Monday, October 8, 2012

You will find two pictures added to the Tiles for Sale images. They give an idea of how the tiles look when they are assembled in a small structural manner.

Look for Bellomo's art on Facebook, as well.

Thursday, September 13, 2012

Bellomo added a web site that includes the tiles and paintings that are ready for market, as well as, stunning ceramics. Go to to find further contact information and images.

Saturday, September 24, 2011

How The Artist Began

Philip Bellomo

Philip Bellomo started his art career at the age of eight.  He knew then, as he knows now, that he always would be an artist.  He also sensed, but did not know at the time, that there was a special place he would call home.

Dedicated teachers and life experiences have played a strong roll as he developed as an artist.  Miss Ruth Stamp, his grade school teacher was the first to recognize that one student in the class was processing information "differently".  Instead of sending Bellomo to the school psychologist, she arranged a scholarship at The Rochester Memorial Art Gallery in Rochester, New York, the city of his birth.

The years that followed were filled with great schools and fantastic teachers:  Two years at Pratt Institute at Brooklyn, New York, followed by the best ceramic education at New York State College of Ceramics at Alfred University at Alfred, New York.  Outstanding teachers, including Charles Harder, Dan Rhodes, Val Cushing and Ted Randall, greatly influenced Bellomo's understanding of the world of ceramics.

Summer school at Penn State at State College, Pennsylvania, introduced him to the world of Art Education.  It was there that Bellomo learned what special people educators are.  He became an Artist/Educator.

The second element of Bellomo's youthful prescient knowledge that a special home awaited him somewhere came to be in a 1957 visit to Tucson, Arizona.  He was home at last.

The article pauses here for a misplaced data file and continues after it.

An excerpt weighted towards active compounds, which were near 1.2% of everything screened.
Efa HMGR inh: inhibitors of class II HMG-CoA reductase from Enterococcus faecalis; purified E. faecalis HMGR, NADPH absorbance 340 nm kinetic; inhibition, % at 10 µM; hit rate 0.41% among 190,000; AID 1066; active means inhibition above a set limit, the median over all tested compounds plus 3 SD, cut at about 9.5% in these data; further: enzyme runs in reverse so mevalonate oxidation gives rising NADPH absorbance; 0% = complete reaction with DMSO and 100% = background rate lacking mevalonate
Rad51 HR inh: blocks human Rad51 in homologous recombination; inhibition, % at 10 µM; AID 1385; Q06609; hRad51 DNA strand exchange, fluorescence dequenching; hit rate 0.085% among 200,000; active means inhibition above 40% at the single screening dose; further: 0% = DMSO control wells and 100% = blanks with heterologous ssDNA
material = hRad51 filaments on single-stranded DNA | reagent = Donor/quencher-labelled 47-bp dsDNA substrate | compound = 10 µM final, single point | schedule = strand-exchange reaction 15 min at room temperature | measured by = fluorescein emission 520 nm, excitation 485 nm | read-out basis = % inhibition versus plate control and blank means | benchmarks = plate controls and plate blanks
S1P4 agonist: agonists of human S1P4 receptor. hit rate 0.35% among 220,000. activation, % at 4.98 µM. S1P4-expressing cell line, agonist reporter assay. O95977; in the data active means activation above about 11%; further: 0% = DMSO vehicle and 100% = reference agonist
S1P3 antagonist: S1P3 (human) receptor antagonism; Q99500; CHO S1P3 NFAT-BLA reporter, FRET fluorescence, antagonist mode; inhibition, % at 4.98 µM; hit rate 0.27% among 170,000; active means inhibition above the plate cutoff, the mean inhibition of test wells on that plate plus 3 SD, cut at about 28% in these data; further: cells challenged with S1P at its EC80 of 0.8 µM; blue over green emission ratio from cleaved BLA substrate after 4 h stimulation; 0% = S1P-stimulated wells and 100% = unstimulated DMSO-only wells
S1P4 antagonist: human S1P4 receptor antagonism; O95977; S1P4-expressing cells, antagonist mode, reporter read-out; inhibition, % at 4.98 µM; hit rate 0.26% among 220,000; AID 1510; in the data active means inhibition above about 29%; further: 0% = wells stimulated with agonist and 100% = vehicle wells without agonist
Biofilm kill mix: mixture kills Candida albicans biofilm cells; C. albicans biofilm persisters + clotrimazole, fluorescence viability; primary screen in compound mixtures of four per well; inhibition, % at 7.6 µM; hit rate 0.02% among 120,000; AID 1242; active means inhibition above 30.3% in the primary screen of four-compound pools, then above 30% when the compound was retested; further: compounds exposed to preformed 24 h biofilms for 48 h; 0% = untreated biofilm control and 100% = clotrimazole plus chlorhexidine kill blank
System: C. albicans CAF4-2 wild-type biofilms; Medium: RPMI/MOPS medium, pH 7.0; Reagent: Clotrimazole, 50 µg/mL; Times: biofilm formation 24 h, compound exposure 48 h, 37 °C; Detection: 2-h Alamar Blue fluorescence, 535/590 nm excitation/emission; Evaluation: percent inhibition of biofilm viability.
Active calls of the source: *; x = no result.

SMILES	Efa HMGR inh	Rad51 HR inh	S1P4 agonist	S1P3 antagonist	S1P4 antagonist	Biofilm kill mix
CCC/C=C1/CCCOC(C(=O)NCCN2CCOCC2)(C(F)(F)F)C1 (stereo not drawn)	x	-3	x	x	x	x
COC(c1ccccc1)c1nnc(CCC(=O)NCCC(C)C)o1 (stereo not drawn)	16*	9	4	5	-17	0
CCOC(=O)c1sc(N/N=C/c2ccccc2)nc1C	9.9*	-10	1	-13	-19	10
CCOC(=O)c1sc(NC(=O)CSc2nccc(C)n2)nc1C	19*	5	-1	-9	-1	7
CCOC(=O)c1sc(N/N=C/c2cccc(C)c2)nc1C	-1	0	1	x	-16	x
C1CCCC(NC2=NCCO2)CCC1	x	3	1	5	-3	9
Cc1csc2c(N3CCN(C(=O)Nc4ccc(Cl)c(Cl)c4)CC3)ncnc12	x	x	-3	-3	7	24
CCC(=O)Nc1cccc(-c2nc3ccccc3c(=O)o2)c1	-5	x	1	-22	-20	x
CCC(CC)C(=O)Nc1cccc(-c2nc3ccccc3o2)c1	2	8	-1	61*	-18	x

There at the University of Arizona he earned both his BA and MA degrees.  The next 15 years he employed his abilities as a free-lance artist.  In 1975 he took a teaching position at Pima Community College until his retirement in 1998.

He now spends his time actively involved in his painting studio and his ceramic studio with a particular focus on producing three dimensional Moorish tiles.

Watch for new installments on the process of creating, glazing and firing the tiles.

Thursday, September 1, 2011

Last week Bellomo fired 70 more tiles to add to the impressive inventory he has readied for sale.  You'll remember he has many good friends.  One of them electronically configured some photos of the tiles into examples of what they might look like as a screen, or window treatment, or doorway--the architectural uses are infinite.  Here are a couple of the examples:

Saturday, August 20, 2011

Ceramics, Painting and Friends

Of the ton of clay on hand at the beginning of summer, Bellomo has turned 3/4 of it into a huge inventory of beautiful tiles.  He expects by September to run out of clay.  He is developing a new tile design to add to the six that are already in the collection, and soon he will finish creating an additional glaze choice, as well.  Besides the ceramic work his painting is going very well, too.

Bellomo speaks often of having wonderful friends.  His love of  friends, people and his work are easy to see as you walk through the welcoming entryway into the interior of his home.  There is generous light, color, and harmony that reveals the man in the art.  To quote him, "I spend many hours in the studio working very hard;  I seem to be happier than I have ever been".

Watch in the days ahead for Bellomo's new web site.  More information on the tiles and prices will be available there.  Advance information may be obtained by contacting him at

Monday, June 20, 2011

In 1983, Philip Bellomo embarked on a creative journey that touched his interest in light and shadow and Middle Eastern Architecture. Moorish Screens were his inspiration. By combining porcelain and the magic of reduction firing, Bellomo completed the dream. 
Changing patterns of light and shadow as the sun traces over the tiles' filigree are a delight to the eye as they become functional window coverings or room dividers. The tiles filter out as much as 80% of the sun's rays, while still permitting the flow of air through the filigree without sacrificing privacy.

These important architectural screens are found throughout the Middle East, North Africa, Sicily and Spain.

Any day of the week finds this fine artist working in either his

Ceramic Studio or his Painting Studio.